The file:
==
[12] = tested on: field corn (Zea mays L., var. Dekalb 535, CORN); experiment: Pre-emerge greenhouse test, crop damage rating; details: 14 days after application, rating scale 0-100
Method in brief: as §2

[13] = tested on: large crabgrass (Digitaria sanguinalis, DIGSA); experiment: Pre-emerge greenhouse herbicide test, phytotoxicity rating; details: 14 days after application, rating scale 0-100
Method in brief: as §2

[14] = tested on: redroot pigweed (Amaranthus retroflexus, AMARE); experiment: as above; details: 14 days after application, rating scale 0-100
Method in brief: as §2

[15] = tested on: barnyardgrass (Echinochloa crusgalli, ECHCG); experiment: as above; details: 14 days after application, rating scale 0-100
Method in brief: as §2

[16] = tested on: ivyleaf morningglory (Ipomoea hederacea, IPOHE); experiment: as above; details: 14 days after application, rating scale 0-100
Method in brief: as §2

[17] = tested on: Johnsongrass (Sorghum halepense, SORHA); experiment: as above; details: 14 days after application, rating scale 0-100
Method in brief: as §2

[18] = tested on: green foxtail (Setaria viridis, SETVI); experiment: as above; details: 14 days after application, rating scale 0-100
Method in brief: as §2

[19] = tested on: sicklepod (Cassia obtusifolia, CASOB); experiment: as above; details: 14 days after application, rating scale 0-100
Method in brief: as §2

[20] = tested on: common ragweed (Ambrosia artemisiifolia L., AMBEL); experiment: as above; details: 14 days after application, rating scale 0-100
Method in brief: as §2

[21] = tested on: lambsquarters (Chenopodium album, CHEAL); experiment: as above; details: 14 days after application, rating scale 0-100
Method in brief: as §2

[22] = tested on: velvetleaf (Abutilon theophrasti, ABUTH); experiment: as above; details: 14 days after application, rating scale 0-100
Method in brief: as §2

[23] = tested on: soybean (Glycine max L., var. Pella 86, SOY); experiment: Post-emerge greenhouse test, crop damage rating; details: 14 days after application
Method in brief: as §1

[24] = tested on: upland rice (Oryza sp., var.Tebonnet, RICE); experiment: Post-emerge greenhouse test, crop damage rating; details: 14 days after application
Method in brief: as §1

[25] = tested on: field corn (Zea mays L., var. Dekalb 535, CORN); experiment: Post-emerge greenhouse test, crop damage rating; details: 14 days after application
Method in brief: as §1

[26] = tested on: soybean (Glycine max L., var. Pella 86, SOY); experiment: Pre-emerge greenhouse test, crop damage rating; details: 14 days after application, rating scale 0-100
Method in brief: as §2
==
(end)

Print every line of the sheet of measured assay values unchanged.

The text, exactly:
[12] = tested on: field corn (Zea mays L., var. Dekalb 535, CORN); experiment: Pre-emerge greenhouse test, crop damage rating; details: 14 days after application, rating scale 0-100
Method in brief: as §2

[13] = tested on: large crabgrass (Digitaria sanguinalis, DIGSA); experiment: Pre-emerge greenhouse herbicide test, phytotoxicity rating; details: 14 days after application, rating scale 0-100
Method in brief: as §2

[14] = tested on: redroot pigweed (Amaranthus retroflexus, AMARE); experiment: as above; details: 14 days after application, rating scale 0-100
Method in brief: as §2

[15] = tested on: barnyardgrass (Echinochloa crusgalli, ECHCG); experiment: as above; details: 14 days after application, rating scale 0-100
Method in brief: as §2

[16] = tested on: ivyleaf morningglory (Ipomoea hederacea, IPOHE); experiment: as above; details: 14 days after application, rating scale 0-100
Method in brief: as §2

[17] = tested on: Johnsongrass (Sorghum halepense, SORHA); experiment: as above; details: 14 days after application, rating scale 0-100
Method in brief: as §2

[18] = tested on: green foxtail (Setaria viridis, SETVI); experiment: as above; details: 14 days after application, rating scale 0-100
Method in brief: as §2

[19] = tested on: sicklepod (Cassia obtusifolia, CASOB); experiment: as above; details: 14 days after application, rating scale 0-100
Method in brief: as §2

[20] = tested on: common ragweed (Ambrosia artemisiifolia L., AMBEL); experiment: as above; details: 14 days after application, rating scale 0-100
Method in brief: as §2

[21] = tested on: lambsquarters (Chenopodium album, CHEAL); experiment: as above; details: 14 days after application, rating scale 0-100
Method in brief: as §2

[22] = tested on: velvetleaf (Abutilon theophrasti, ABUTH); experiment: as above; details: 14 days after application, rating scale 0-100
Method in brief: as §2

[23] = tested on: soybean (Glycine max L., var. Pella 86, SOY); experiment: Post-emerge greenhouse test, crop damage rating; details: 14 days after application
Method in brief: as §1

[24] = tested on: upland rice (Oryza sp., var.Tebonnet, RICE); experiment: Post-emerge greenhouse test, crop damage rating; details: 14 days after application
Method in brief: as §1

[25] = tested on: field corn (Zea mays L., var. Dekalb 535, CORN); experiment: Post-emerge greenhouse test, crop damage rating; details: 14 days after application
Method in brief: as §1

[26] = tested on: soybean (Glycine max L., var. Pella 86, SOY); experiment: Pre-emerge greenhouse test, crop damage rating; details: 14 days after application, rating scale 0-100
Method in brief: as §2